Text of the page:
US women players agree $24m settlement

US Soccer Federation deal ends six-year legal dispute over equal pay



The US Soccer Federation (USSF) has reached a $24 million agreement with US national women’s team soccer players to end a six-year legal battle over equal pay.


Under the terms of the agreement, the women players will split $22 million and the USSF will also establish a $2 million fund to benefit the players in their careers post-retirement as well as boost charitable efforts to increase women’s participation in soccer.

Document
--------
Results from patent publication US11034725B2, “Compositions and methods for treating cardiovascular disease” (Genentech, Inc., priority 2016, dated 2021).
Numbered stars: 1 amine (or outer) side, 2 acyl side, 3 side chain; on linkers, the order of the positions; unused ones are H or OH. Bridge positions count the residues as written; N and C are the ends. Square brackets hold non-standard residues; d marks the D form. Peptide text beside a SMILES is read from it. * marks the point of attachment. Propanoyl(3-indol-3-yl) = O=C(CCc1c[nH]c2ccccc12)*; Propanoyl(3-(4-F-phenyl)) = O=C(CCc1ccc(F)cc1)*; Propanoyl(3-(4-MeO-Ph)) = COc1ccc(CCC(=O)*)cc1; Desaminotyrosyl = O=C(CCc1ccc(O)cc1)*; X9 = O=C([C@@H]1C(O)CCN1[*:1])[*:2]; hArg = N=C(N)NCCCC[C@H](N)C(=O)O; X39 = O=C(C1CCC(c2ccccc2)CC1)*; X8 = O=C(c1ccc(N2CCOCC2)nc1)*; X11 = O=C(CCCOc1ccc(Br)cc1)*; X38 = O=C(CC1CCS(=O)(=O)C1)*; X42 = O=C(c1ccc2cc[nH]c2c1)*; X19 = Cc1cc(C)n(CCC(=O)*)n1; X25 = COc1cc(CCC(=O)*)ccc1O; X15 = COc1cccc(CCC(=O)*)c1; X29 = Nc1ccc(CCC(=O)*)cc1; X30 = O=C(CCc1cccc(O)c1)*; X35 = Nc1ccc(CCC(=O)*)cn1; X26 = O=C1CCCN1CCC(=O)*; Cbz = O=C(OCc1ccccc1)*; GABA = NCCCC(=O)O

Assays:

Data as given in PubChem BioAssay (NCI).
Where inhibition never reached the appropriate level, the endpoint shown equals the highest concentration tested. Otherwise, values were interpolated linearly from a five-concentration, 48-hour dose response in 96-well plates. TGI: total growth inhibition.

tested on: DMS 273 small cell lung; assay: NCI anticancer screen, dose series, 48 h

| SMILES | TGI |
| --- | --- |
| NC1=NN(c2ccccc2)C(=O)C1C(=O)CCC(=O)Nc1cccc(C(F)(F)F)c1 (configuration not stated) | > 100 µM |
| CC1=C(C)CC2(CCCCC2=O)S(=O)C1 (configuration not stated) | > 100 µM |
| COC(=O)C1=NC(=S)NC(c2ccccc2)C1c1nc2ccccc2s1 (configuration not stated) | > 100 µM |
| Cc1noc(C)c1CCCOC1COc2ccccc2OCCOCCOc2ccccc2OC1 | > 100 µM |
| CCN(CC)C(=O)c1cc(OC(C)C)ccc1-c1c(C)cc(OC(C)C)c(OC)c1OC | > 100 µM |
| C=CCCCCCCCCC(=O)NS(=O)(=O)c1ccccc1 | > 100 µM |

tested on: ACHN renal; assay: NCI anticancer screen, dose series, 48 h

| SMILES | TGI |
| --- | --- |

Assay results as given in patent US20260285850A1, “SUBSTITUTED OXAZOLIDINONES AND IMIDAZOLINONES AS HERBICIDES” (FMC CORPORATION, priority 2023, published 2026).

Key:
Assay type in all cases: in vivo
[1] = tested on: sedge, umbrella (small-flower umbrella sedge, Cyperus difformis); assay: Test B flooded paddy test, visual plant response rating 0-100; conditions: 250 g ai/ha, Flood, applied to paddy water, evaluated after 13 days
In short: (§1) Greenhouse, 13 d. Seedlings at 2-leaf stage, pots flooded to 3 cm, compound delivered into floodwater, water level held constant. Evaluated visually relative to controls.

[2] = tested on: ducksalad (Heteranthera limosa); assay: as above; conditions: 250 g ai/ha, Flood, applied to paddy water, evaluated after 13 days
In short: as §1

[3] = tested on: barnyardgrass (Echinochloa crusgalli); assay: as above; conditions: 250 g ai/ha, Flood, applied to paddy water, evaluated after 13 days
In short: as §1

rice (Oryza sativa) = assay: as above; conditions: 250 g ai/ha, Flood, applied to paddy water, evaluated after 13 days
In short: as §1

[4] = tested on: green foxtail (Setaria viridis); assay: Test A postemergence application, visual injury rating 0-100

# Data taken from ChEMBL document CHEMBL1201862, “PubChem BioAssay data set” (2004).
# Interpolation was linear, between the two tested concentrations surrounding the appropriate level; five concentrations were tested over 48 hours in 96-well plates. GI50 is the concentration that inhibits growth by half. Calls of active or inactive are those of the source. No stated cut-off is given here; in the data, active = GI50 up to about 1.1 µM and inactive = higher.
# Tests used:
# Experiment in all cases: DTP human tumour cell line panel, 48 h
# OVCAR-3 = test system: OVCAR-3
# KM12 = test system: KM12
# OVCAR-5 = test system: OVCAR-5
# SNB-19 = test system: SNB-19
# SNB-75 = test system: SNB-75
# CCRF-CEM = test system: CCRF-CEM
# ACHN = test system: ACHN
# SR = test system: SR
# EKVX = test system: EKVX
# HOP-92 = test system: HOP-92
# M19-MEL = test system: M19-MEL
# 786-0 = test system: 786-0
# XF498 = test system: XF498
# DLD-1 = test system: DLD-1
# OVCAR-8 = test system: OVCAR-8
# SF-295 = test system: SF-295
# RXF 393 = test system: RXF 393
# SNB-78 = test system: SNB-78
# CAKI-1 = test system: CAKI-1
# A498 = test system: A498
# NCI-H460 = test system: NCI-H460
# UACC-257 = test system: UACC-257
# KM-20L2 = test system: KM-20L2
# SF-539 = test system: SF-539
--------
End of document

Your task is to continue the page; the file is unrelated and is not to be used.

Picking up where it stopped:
In September last year, the USSF had issued a statement saying that the arguments advanced by the women’s national team were “not supported by the facts or the law”.


The legal dispute began in 2016 when five players from the World Cup-winning U.S. women’s national team accused the US Soccer Federation of wage discrimination in an action filed with the federal Equal Employment Opportunity Commission.


US Soccer Federation documents revealed that it had paid nearly $9.2 million to the law firm Latham & Watkins for legal advice related to the dispute. The women players had initially sought $66 million in damages.